LKML Archive on
 help / color / Atom feed
From: Linus Torvalds <>
To: Jeff Garzik <>
Cc: Linux Kernel Mailing List <>
Subject: Re: Add sparse "__iomem" infrastructure to check PCI address usage
Date: Sun, 12 Sep 2004 19:31:41 -0700 (PDT)
Message-ID: <> (raw)
In-Reply-To: <>

On Sun, 12 Sep 2004, Jeff Garzik wrote:
> Linux Kernel Mailing List wrote:
> > --- a/include/linux/compiler.h	2004-09-11 00:26:40 -07:00
> > +++ b/include/linux/compiler.h	2004-09-11 00:26:40 -07:00
> > @@ -6,13 +6,17 @@
> >  # define __kernel	/* default address space */
> >  # define __safe		__attribute__((safe))
> >  # define __force	__attribute__((force))
> > +# define __iomem	__attribute__((noderef, address_space(2)))
> Dumb gcc attribute questions:
> 1) what does force do? it doesn't appear to be in gcc 3.3.3 docs.

It doesn't do anything for gcc. You're looking at the sparse-only code.

What "attribute((force))" does for sparse is to mark a type to be 
"forced", ie a cast to a forced type will not complain even if the cast 
otherwise would be invalid.

For example, "sparse" will warn about explicit casts that drop address 
space information:

	void __user *userptr;

	memset((void *)userptr, 0, ...)

will cause a

	warning: cast removes address space of expression

complaint from sparse. But some _internal_ functions want to force the 
cast because they know it's safe. For example, you'll find

	#define __addr_ok(addr) ((unsigned long __force)(addr) < (current_thread_info()->addr_limit.seg))

because this internal x86 implementation detail knows that in that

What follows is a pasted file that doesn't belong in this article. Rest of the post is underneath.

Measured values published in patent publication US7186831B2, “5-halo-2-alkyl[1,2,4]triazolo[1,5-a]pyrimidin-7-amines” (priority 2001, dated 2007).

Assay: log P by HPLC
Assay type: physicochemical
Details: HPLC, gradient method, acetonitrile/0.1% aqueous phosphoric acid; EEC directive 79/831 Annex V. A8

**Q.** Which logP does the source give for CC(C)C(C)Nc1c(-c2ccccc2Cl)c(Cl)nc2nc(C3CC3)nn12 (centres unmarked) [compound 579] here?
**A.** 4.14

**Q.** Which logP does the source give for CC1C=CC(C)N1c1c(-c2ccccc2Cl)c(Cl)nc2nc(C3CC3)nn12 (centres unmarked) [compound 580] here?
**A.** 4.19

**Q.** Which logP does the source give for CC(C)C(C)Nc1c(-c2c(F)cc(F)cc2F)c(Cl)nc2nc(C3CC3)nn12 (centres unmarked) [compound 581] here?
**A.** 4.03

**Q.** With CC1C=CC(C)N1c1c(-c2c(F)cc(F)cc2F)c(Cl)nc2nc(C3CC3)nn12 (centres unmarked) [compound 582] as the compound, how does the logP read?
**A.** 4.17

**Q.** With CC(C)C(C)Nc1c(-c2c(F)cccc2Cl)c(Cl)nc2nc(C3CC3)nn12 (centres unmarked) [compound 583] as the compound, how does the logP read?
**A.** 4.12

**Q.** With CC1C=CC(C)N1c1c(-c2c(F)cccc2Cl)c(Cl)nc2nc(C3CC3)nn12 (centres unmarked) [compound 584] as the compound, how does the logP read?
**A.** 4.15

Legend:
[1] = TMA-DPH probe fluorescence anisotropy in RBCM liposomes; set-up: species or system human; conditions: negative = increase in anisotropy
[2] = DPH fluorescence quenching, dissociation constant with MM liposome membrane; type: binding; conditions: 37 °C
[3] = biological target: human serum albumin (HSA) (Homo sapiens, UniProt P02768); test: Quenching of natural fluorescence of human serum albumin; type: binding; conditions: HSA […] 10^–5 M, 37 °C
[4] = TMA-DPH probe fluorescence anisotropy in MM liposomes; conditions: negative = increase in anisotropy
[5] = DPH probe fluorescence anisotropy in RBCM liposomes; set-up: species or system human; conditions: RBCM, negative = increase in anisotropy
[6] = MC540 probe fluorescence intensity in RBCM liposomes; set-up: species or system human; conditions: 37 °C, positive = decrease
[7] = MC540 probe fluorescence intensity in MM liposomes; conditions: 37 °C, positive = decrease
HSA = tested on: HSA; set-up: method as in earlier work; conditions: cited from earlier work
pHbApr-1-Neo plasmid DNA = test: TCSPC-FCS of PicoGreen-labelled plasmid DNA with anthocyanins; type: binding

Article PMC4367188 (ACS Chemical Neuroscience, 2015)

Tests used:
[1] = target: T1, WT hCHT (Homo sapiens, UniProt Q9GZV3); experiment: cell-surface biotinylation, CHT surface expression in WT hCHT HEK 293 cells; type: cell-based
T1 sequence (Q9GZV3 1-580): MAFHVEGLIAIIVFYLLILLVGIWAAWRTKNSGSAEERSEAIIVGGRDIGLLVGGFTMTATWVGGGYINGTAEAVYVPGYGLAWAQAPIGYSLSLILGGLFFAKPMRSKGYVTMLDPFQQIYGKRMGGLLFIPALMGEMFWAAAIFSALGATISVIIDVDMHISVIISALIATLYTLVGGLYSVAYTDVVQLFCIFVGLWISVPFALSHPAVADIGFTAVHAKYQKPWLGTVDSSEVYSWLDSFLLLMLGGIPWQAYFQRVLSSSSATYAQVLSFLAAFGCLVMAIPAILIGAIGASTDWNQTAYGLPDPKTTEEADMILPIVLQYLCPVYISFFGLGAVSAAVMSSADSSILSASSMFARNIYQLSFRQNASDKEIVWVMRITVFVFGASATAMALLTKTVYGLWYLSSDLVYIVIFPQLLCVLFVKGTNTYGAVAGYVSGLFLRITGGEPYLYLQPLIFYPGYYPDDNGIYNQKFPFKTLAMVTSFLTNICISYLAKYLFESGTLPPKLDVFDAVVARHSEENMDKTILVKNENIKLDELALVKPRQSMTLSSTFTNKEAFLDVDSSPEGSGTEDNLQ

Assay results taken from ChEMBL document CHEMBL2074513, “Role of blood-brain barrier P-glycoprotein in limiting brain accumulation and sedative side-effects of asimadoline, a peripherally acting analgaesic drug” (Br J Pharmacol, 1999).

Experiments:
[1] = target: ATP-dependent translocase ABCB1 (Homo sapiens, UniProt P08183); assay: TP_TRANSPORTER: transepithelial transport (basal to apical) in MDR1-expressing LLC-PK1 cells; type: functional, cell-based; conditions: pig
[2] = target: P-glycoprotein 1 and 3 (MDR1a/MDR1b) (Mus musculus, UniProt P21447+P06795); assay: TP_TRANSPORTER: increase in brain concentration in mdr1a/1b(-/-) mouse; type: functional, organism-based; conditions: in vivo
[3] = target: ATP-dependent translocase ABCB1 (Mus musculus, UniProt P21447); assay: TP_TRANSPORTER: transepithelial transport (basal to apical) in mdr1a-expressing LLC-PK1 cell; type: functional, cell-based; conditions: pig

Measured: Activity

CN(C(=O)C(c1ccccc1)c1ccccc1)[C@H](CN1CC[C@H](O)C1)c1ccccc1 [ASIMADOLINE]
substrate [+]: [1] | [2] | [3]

particular case it's safe to remove the address space information (it's 
just checking the user pointer against the address limit).

For gcc, none of this means anything, so all the #define's just become 

> 2) is "volatile ... __force" redundant?

No, although it's likely to be a strange combination. If you want to force 
a static address space conversion to a volatile pointer, you can do so. I 
don't see _why_ you'd want to do it ;)

> 3) can we use 'malloc' attribute on kmalloc?

Since we can't use the gcc alias analysis anyway (it's too broken until
very late gcc versions), the gcc 'malloc' attribute shouldn't make any
difference that I can tell.

But there wouldn't be anything _wrong_ in adding it to kmalloc(), if 
that's what you're asking.


  parent reply index

Thread overview: 10+ messages / expand[flat|nested]  mbox.gz  Atom feed  top
     [not found] <>
2004-09-13  0:26 ` Jeff Garzik
2004-09-13  0:50   ` David S. Miller
2004-09-13  2:31   ` Linus Torvalds [this message]
2004-09-13  2:41     ` Jeff Garzik
2004-09-13  3:00       ` Linus Torvalds
2004-09-13 14:22         ` Geert Uytterhoeven
2004-09-13 14:33           ` Linus Torvalds
2004-09-13 18:31         ` Tonnerre
2004-09-13 18:48           ` Linus Torvalds
2004-09-13 18:51           ` viro

Reply instructions:

You may reply publicly to this message via plain-text email
using any one of the following methods:

* Save the following mbox file, import it into your mail client,
  and reply-to-all from there: mbox

  Avoid top-posting and favor interleaved quoting:

* Reply using the --to, --cc, and --in-reply-to
  switches of git-send-email(1):

  git send-email \ \ \ \ \

* If your mail client supports setting the In-Reply-To header
  via mailto: links, try the mailto: link

LKML Archive on

Archives are clonable:
	git clone --mirror lkml/git/0.git
	git clone --mirror lkml/git/1.git
	git clone --mirror lkml/git/2.git
	git clone --mirror lkml/git/3.git
	git clone --mirror lkml/git/4.git
	git clone --mirror lkml/git/5.git
	git clone --mirror lkml/git/6.git
	git clone --mirror lkml/git/7.git
	git clone --mirror lkml/git/8.git
	git clone --mirror lkml/git/9.git

	# If you have public-inbox 1.1+ installed, you may
	# initialize and index your mirror using the following commands:
	public-inbox-init -V2 lkml lkml/ \
	public-inbox-index lkml

Example config snippet for mirrors

Newsgroup available over NNTP:

AGPL code for this site: git clone